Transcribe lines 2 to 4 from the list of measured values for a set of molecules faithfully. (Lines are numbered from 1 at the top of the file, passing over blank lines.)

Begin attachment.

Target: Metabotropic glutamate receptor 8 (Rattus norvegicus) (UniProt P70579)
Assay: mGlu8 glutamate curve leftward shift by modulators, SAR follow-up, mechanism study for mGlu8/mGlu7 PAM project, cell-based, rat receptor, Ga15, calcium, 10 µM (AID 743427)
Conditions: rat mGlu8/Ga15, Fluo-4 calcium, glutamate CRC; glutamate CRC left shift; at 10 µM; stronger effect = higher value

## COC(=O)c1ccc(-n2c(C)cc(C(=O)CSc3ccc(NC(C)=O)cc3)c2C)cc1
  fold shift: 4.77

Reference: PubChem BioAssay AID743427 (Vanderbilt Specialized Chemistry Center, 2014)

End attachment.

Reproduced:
Assay: mGlu8 glutamate curve leftward shift by modulators, SAR follow-up, mechanism study for mGlu8/mGlu7 PAM project, cell-based, rat receptor, Ga15, calcium, 10 µM (AID 743427)
Conditions: rat mGlu8/Ga15, Fluo-4 calcium, glutamate CRC; glutamate CRC left shift; at 10 µM; stronger effect = higher value

## COC(=O)c1ccc(-n2c(C)cc(C(=O)CSc3ccc(NC(C)=O)cc3)c2C)cc1